(ThePoles.com) There are no second chances in unsupported polar expeditions. You make it with what you've got or you bust. The most crucial parts being the skis and the sleds: If they break they are very hard to fix or replace. The biggest challenge is to get a sled to hold up on an unsupported North Pole crossing. The heavy load and the broken ice place a serious strain on the material. <cutoff>
Traditionally, unsupported polar expeditions have got their sleds from Alex at Acapulka. In the last two years, an increasing number of expeditions have also been buying their pulks from Marc Cornelissen. While the sleds have yet to be tested in unsupported Arctic treks, they seem to be doing well on Antarctica's smother ice.
The Dutch polar researcher designed his first sled for his own Pole Track expedition in 2005. Since then, he has put three new models on the market.
"It is a way to put to use my training as an architect, and I work with great people," Marc told ExplorersWeb. "It's fun to design and make this stuff based on my own experience."
Marc designs the sleds with the help of Remco Wilcke also architect from Delft University, and the sleds are built by Dutch Composites, a company specialized in canoes.
First I suggested cooperation to an existing manufacturer. My proposal got the cold shoulder so I started to shape my own models. The ultimate goal is to introduce a really innovative way of making this product, said Marc.
<b>From Arctic tests to a special South Pole model</b>
The model I made for Pole Track 2005 hasnt been commercialized yet. It is concave and very big. Then we made the South Pole model, which was derived from the first one - so far Ive sold 30 SP sleds.
The SP sled is 230 cm long, 64 cm wide, 25 cm average height, weighing approx. 10.2 kg. It is made of a cured laminate of aramide and glassfiber, with sandwich reinforcing ribs and a special gel coat. The cover is made of Cordura 500 with Velcro or a YKK zipper. It can be made in several colors and the Harness, specially made by Radical Design, is included in the price.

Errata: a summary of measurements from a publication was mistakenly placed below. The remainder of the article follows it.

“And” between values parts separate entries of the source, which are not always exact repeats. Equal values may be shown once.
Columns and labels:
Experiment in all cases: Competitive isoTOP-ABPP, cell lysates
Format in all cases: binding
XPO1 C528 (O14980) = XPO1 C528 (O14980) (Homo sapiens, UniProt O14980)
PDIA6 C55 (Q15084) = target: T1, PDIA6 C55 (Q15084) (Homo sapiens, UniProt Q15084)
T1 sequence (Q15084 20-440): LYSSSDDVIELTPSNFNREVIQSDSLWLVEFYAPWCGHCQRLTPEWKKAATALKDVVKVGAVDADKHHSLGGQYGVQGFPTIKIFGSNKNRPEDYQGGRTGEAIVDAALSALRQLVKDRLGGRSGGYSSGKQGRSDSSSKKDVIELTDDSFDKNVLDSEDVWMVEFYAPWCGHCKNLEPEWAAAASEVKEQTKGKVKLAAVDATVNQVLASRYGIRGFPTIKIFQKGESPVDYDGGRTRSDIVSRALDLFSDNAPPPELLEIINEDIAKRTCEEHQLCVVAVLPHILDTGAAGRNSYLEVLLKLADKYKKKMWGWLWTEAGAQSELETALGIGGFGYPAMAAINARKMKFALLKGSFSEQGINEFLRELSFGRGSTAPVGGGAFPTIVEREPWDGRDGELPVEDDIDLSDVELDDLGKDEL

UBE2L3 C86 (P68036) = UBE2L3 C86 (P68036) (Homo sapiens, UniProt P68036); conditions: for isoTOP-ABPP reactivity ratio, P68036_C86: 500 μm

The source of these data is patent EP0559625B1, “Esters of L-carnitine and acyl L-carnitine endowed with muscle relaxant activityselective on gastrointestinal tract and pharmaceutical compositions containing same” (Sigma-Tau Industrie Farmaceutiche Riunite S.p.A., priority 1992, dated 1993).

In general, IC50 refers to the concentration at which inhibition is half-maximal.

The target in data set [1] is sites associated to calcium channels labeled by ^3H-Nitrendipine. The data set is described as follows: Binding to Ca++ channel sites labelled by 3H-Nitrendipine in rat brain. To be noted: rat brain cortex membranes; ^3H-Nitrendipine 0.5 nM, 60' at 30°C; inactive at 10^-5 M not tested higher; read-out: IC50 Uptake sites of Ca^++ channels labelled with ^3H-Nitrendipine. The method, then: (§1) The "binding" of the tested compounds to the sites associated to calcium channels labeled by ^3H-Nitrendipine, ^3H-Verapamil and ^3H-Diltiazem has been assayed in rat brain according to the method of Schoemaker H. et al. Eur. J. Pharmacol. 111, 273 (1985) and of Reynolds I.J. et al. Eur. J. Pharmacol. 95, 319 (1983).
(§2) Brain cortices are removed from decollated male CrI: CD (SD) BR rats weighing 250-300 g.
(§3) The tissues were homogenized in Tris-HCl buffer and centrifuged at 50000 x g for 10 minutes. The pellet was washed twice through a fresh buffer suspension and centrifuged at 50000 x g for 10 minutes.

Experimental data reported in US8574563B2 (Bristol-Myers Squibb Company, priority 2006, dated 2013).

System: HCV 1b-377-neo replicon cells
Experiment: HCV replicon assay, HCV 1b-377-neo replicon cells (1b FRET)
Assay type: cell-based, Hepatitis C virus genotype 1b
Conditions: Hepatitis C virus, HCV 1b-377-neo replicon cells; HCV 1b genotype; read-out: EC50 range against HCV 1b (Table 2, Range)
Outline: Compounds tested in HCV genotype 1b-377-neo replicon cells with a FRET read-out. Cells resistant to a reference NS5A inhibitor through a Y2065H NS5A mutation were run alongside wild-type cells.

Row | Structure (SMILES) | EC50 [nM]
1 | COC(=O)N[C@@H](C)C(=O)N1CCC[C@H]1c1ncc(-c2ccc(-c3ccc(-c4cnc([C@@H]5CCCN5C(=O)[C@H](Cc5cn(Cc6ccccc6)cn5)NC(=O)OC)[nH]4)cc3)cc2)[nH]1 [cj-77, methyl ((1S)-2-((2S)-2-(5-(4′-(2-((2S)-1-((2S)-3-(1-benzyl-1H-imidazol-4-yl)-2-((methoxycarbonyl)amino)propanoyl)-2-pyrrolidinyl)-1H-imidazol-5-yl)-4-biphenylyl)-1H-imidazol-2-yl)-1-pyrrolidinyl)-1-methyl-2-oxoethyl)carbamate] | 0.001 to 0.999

<b>The Greenland kiting test</b>
Paul Landry used this model on kiting expeditions both to Antarctica and Greenland:
"For eighteen days the pulks bounced behind us when we kited, and we kited as fast as we could so they really bounced over hard and rough terrain," Paul Landry wrote to Marc after completing the Invesco Antarctic Crossing. "Sometimes they flipped but that was rare. Having the runners further apart really helped stabilize the pulk. The wide runners were very good in the soft snow of the Axel Heiberg glacier. The P-TEX runners you glued on were excellent."
Then I took your pulks on a Greenland expedition," Landry added. "We did a double crossing of the Greenland ice cap with the same sleds we used in Antarctica another 1,200 kilometers. We also beat the previous fastest crossing record (8 days) and completed the crossing in 7 days. Once again, your pulks were fantastic.
<b>The next step - smaller sleds</b>
The next model I developed is intended for shorter trips or Polar expeditions getting resupplies. It is also good for longer, unsupported trips used in twin mode, Marc told ExWeb.
It is slightly smaller than the previous model (165 x 56 x 28 cm) but offers a large capacity: 160 liters hull only, and up to 375 liters when packed. The cover is Cordura 500 with a carbon rim, the pulk materials are similar to the SP model, and the gliding material glued to the sled is ultra high molecular polyethylene with graphite.
Currently I also have a 1 meter pulk in the planning for my daughter shes 6 years old. But hey, it can be perfect for last degree trips as well ;-)
<i>Marc Cornelissen's Pole Track 2005 expedition's original goal was to reach the North Pole, but logistic problems forced the team to abort after some days on the ice.
Marc also collaborates with the European Space Agency, latest in the Ben & Jerrys Climate Change College a project aimed to turn young adults into environmentalists: Kids undergo intensive training before traveling to the Arctic, to help scientists collect data. </i>
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